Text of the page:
For some Chicago area residents, what’s happening in Ukraine is personal: They’ve got relatives suddenly living in a war zone.
Taras Slobodian moved to Chicago seven years ago but said most of his family is still in Ukraine. He spoke with his sister Thursday morning after Russia’s attack.
“They saw the airplanes flying and the missiles flying. The kids woke up this morning because of the sounds of the explosion,” Slobodian said. “(Russian President Vladimir) Putin, he has problem with his head I guess.”
It’s cold in Chicago and in Kyiv, about 30 degrees give or take in both cities.
Even as he stood in the bitter weather for hours Thursday, waving a flag as he walked around the Ukrainian Village neighborhood and then attending a rally for Ukrainian sovereignty outside the Saints Volodymyr and Olha Ukrainian Catholic Church, Slobodian said won’t complain. Unlike what his family is going through back home, in Chicago he doesn’t fear bombs flying overhead.
Pavlo Bandriwsky, a leader with the Ukrainian Congress Committee of America, says his ancestral homeland is an innocent, Democratic nation; a peaceful country that wants to live by the rule of law, and is instead getting slammed with Russian rockets. The country has suffered, and survived, Russian interference and atrocities before.
“Ukraine’s people have selected this future and they selected to live with the West. For centuries, Ukraine has lived under Moscow domination. They know what it’s like to live in Russia, to live with a Russian oppressor,” Bandriwsky said. “They chose not to accept that. They chose to live according to Western standards. Democracy. Freedom of speech. The right to have a great economic life, and a life for their children and families.”
For attacking that, he said Putin should be declared a war criminal. Ukraine will fight and resist, but he says it needs help from the United States and the United Nations.
“President (Joe) Biden promised hard-hitting sanctions. He said ‘cross the red line Putin, and we will make you pay,” Bandriwsky said. “How much more Ukrainian blood has to be shed to make them pay? Now is the time. Unleash the sanctions. Stop the war.”
One woman at the rally said she had awakened her Ukrainian relatives when she called early Thursday morning to make sure they were safe; they had still been sleeping when Russian missiles fired at the crack of dawn.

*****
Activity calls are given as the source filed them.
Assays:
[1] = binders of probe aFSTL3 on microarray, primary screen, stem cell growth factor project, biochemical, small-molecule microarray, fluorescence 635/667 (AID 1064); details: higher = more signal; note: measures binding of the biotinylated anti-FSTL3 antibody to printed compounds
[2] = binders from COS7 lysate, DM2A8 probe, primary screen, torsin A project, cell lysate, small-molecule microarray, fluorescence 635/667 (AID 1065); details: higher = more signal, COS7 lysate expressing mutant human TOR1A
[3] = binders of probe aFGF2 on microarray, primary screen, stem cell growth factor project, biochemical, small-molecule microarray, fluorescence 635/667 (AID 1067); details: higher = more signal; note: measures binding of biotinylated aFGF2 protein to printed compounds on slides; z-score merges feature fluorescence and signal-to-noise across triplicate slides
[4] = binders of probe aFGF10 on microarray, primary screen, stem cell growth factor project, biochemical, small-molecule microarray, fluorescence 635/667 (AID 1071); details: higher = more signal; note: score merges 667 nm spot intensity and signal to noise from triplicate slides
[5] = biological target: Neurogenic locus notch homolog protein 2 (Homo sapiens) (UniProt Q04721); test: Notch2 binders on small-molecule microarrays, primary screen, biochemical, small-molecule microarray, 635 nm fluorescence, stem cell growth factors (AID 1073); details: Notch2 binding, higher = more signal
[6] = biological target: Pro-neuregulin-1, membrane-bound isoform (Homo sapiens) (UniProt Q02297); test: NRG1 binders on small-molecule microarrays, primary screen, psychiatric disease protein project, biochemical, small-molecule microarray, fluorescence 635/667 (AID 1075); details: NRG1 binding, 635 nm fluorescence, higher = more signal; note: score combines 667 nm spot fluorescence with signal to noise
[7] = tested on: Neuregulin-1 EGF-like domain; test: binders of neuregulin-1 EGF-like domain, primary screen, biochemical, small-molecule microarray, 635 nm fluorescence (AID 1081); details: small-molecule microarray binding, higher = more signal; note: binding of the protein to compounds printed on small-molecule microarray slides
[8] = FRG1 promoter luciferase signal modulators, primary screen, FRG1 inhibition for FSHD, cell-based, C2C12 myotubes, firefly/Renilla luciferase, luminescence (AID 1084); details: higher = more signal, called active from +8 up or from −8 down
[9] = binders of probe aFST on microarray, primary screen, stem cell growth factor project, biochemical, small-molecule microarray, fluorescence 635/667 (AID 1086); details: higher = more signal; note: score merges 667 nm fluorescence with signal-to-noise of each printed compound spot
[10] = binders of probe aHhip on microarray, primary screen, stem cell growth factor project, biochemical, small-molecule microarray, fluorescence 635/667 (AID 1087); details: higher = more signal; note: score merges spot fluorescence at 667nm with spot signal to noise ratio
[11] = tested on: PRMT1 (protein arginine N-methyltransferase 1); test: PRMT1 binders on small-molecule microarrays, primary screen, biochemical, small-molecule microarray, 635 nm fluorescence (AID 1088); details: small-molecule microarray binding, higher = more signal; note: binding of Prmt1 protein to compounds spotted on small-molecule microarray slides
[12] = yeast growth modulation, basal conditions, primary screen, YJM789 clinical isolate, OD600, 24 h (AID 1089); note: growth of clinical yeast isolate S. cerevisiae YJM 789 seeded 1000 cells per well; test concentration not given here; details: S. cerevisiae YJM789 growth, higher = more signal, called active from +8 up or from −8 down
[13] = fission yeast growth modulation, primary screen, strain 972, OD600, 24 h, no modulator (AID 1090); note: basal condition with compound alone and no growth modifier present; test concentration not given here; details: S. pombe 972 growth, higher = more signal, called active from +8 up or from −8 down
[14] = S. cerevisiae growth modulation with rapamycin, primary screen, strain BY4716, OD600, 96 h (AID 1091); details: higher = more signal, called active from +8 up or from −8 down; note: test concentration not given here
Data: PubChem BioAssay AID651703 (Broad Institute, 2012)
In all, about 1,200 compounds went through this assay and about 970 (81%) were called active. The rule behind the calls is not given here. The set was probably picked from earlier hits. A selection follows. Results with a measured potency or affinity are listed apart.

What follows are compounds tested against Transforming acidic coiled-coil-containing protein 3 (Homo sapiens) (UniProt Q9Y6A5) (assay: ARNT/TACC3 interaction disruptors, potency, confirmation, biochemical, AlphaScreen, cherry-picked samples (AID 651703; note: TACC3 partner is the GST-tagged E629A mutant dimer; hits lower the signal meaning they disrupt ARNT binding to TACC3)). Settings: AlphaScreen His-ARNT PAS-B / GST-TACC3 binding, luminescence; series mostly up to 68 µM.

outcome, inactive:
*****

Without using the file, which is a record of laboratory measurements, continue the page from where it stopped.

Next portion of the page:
A couple of hundred people attended the rally, hastily organized following the attack. Among the speakers were representatives from the Ukrainian consulate who called for western nations to show solidarity by cutting off diplomatic ties with Russia and by coming forward with weapons.
The crowd sang the Ukrainian national anthem and other songs, prayed for peace and chanted “Stop Putin now.”
Anatolii Konovaliuk said how Western nations react is important.
“Because Putin act himself as (a) bully. And if bully get hit back, bully stop,” he said. “He don’t understand any reasons or logic. He just understand force. If he can get force back, he will stop.”
Konovaliuk and his wife also have family in Ukraine.
Nowhere in the country is safe; his parents filled their car with gas and a short time later, the area was hit by a bomb.
He said Ukrainians who are able will fight, and they won’t make it easy on the Russian military.
But he said it’s up to the West to stand up, and to make it difficult for Putin diplomatically and economically.
“People may think that something that’s happening far away … may be something they should not be worried about,” Konovaliuk said. “I had the same feeling in 2014 (when Russia invaded Crimea). I never thought that I would have war in my home. I never thought that I will need to worry about how I will protect my parents in the place where I grew up. I can say for sure that (the) world will never be the same if Western leaders and all world will not fight back on Russia.”
Konovaliuk said Americans can help by calling their Congressional representatives, to pressure them to put pressure on Russia.
Another rally in support of Ukrainian sovereignty is scheduled for 1 p.m. Sunday outside St. Volodymyr. Supporters are encouraged to contribute to humanitarian efforts.
Follow Amanda Vinicky on Twitter: @AmandaVinicky